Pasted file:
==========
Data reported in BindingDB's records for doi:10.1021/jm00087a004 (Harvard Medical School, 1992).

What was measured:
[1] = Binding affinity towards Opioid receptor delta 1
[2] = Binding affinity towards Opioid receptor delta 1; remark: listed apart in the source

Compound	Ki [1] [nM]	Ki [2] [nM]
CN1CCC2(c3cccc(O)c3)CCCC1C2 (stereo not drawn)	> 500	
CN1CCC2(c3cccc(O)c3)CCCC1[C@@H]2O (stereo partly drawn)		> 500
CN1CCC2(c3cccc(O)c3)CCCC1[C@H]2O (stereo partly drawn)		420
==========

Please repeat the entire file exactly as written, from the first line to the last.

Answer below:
Data reported in BindingDB's records for doi:10.1021/jm00087a004 (Harvard Medical School, 1992).

What was measured:
[1] = Binding affinity towards Opioid receptor delta 1
[2] = Binding affinity towards Opioid receptor delta 1; remark: listed apart in the source

Compound	Ki [1] [nM]	Ki [2] [nM]
CN1CCC2(c3cccc(O)c3)CCCC1C2 (stereo not drawn)	> 500	
CN1CCC2(c3cccc(O)c3)CCCC1[C@@H]2O (stereo partly drawn)		> 500
CN1CCC2(c3cccc(O)c3)CCCC1[C@H]2O (stereo partly drawn)		420